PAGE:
• Diego LafuenteDiego Lafuente, over 7 years ago

    I crossed the same path. I started at 15, designing magazines, flyers and starting to code HTML 2 websites. Now I am product owner, a completely different things from the visual aspect of the product, I enjoy it but I still love to design.

    1 point
  • Ted McDonald, over 7 years ago (edited over 7 years ago )

    Thanks for sharing Matt. I started to lose interest in purely practicing visual design and gravitate towards programming myself. I'll probably find a happy medium someday.

    1 point
  • René Stalder, over 7 years ago

    Thanks for sharing, Matt. I'm quite in a similar position and even you don't share much about your indentions of why you have to move on, I understand you. I wish you all the best on your new path.

    0 points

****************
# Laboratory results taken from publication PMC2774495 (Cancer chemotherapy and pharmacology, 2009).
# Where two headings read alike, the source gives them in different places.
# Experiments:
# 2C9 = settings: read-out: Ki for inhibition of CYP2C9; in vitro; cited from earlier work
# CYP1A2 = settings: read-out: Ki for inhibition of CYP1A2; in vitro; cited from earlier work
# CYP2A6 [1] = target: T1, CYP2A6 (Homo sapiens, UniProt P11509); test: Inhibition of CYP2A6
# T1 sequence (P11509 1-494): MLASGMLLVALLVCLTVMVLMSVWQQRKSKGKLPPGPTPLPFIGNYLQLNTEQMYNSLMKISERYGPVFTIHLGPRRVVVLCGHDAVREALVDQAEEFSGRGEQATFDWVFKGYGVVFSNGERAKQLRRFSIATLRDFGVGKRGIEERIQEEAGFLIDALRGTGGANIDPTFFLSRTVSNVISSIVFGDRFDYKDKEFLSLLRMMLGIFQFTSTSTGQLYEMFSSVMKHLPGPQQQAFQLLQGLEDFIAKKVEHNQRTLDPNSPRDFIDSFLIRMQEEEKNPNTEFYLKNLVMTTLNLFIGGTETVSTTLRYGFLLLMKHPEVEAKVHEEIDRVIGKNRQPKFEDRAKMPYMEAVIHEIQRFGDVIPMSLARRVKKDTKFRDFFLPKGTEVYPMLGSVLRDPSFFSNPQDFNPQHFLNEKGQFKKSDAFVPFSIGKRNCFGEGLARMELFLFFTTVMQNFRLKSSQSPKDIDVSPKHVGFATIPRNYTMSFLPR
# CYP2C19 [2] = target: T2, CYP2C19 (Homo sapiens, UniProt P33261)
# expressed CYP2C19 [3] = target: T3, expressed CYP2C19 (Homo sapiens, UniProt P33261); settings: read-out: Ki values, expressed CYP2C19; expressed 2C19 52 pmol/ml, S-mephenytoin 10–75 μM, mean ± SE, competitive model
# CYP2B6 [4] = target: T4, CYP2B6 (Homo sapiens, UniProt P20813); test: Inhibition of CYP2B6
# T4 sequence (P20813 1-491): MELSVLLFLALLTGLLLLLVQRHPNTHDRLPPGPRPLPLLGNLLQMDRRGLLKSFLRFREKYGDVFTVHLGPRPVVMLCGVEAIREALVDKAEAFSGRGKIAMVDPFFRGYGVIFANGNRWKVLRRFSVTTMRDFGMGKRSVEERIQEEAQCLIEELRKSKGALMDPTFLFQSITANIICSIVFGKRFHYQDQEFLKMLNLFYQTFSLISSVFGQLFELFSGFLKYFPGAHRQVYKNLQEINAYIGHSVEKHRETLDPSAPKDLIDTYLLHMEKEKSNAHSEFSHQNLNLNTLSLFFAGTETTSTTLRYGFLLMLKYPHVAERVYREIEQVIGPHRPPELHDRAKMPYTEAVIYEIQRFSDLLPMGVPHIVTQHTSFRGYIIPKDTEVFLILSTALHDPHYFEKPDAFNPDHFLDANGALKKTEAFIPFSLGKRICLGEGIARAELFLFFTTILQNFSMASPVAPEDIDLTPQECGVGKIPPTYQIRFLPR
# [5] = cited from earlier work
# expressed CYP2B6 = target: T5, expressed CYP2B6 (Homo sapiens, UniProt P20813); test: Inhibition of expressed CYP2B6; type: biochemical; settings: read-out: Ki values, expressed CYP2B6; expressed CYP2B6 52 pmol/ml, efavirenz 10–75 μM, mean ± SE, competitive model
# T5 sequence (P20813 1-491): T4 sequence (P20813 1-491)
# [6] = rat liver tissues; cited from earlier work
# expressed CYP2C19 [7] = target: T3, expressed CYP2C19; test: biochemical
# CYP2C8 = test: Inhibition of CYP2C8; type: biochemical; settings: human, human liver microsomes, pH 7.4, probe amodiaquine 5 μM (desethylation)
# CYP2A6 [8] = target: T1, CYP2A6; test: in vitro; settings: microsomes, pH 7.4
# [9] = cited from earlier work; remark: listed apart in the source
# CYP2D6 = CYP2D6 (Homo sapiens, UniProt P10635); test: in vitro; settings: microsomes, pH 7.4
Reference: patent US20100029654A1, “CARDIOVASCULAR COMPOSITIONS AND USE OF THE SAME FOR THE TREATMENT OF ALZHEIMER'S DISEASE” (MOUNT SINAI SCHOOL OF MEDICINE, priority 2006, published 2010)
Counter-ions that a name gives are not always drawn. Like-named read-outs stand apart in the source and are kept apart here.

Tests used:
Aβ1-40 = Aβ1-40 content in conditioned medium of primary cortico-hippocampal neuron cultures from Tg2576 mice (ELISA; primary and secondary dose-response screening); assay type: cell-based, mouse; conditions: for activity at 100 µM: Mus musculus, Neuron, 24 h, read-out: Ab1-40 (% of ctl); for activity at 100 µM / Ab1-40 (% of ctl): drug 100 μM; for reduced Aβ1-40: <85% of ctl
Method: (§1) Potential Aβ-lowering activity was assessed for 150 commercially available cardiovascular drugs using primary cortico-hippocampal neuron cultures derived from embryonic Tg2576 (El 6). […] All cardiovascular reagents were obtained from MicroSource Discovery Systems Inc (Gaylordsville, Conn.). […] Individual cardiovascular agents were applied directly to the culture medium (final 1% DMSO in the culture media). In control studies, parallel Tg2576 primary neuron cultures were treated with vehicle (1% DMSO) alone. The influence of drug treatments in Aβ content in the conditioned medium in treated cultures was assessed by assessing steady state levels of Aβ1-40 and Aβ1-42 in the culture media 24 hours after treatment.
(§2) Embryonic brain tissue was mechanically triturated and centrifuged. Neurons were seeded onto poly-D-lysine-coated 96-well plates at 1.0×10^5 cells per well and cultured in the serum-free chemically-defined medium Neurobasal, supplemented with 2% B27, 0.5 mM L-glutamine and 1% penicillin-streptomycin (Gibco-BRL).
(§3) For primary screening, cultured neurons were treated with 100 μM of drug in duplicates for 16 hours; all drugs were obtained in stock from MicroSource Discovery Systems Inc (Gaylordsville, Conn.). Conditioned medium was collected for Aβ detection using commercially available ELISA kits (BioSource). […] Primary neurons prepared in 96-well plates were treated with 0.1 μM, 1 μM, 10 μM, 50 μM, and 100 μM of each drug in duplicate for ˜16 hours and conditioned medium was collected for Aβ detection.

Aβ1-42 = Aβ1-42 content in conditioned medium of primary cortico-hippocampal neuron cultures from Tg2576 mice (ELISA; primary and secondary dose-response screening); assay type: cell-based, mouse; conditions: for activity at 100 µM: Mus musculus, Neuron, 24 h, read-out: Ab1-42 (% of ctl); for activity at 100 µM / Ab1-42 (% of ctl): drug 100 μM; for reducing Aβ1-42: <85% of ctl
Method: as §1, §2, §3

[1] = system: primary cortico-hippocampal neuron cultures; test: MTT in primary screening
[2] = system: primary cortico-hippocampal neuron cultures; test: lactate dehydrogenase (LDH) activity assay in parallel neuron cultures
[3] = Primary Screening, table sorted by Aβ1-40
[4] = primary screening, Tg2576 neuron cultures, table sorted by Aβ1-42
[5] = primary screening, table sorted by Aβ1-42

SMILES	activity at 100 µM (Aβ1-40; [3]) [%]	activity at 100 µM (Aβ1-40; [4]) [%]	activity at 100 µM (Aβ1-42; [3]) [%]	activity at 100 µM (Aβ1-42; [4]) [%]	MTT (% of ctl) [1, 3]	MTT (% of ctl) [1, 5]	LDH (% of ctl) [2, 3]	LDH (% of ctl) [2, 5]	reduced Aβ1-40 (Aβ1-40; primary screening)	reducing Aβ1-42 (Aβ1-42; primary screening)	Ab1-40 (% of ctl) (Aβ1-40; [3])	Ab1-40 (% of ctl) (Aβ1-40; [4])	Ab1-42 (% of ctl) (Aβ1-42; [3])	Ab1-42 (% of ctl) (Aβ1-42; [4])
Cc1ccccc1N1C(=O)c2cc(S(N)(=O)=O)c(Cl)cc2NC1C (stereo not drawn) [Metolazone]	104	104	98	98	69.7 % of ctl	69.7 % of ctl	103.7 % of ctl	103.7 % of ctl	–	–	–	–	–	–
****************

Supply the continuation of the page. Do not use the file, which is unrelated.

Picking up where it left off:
• Trev MorrisTrev Morris, over 7 years ago

    I don't think you'll stop being a 'designer'. I believe design is a mindset. We're problem solvers and are very good at looking at the big picture as well as the small, you'll just be applying what you know as a designer to something new, as you've said.

    You've given us something of an Inception-like cliff-hanger as to what you're doing next!?

    0 points
  • Tristan HarwardTristan Harward, over 7 years ago

    You're still a designer. You're just going to apply design to various other things, that are, from many perspectives, more important and of greater value to people. Best of luck.

    0 points
  • Jeremy FordJeremy Ford, over 7 years ago

    Interesting to hear your thoughts on this, Matt. I'm curious to know whether or not you are taking a salary cut to shift into a new field. My understanding is that most employers aren't willing to match your existing salary if you start fresh in a field that you don't yet have much experience in.

    0 points
  • Samir WahabSamir Wahab, over 7 years ago

    Inspiring. Good luck for the future.

    0 points
  • Steve Berry, over 7 years ago

    Yup. Happens. Use the new challenge as motivation!

    0 points